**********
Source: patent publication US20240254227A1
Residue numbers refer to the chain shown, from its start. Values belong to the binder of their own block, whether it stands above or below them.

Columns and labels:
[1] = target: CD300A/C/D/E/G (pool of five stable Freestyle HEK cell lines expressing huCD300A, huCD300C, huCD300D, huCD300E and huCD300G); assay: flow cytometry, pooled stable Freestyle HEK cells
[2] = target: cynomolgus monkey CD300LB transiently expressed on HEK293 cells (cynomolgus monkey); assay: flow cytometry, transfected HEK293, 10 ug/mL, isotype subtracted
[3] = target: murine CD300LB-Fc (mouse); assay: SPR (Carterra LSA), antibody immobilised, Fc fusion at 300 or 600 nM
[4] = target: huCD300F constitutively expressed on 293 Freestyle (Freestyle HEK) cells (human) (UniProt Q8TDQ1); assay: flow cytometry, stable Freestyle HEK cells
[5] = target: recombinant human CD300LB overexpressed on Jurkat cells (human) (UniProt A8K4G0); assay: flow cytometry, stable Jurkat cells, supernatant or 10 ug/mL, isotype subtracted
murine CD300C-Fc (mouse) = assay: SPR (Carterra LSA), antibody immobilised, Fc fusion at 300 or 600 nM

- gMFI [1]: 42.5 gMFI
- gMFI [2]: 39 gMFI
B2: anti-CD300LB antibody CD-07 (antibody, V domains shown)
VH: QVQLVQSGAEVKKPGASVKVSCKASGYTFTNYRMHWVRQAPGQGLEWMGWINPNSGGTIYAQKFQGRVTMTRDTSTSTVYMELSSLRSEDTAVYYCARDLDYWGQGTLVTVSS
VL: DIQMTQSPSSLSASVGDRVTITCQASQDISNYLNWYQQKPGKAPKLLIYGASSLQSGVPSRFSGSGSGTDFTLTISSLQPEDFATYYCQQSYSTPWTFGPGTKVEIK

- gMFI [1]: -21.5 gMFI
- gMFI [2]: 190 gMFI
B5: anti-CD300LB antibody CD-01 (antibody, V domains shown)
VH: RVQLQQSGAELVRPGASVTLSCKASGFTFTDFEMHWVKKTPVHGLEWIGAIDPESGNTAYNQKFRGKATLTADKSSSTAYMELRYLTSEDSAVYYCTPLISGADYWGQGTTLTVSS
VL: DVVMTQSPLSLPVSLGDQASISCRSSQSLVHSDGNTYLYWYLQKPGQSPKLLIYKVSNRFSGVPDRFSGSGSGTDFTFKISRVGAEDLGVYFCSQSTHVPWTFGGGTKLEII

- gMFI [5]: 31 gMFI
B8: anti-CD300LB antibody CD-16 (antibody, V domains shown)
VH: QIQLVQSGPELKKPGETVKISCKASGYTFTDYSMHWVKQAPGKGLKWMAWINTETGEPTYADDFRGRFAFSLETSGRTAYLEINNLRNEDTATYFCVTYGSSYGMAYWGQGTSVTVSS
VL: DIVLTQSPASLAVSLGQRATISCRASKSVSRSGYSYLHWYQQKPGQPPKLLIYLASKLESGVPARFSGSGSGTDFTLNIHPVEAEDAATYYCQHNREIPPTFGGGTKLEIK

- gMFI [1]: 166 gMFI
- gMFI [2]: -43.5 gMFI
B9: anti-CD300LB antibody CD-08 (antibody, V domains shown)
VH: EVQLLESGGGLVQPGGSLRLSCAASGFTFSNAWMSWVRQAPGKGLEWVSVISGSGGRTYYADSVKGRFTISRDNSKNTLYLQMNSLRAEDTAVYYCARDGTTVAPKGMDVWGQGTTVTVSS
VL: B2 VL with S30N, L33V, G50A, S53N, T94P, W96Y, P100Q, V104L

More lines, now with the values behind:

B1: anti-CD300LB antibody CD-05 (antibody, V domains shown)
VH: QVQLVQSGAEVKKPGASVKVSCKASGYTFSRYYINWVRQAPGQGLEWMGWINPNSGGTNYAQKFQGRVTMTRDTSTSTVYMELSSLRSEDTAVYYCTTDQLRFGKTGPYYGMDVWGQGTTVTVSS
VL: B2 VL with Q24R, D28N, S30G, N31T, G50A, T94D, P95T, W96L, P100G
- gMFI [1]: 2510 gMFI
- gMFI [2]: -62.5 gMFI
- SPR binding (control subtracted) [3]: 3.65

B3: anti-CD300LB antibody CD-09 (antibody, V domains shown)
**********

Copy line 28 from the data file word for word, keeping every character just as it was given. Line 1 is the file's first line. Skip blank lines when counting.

VL: B2 VL with S30N, L33V, G50A, S53N, T94P, W96Y, P100Q, V104L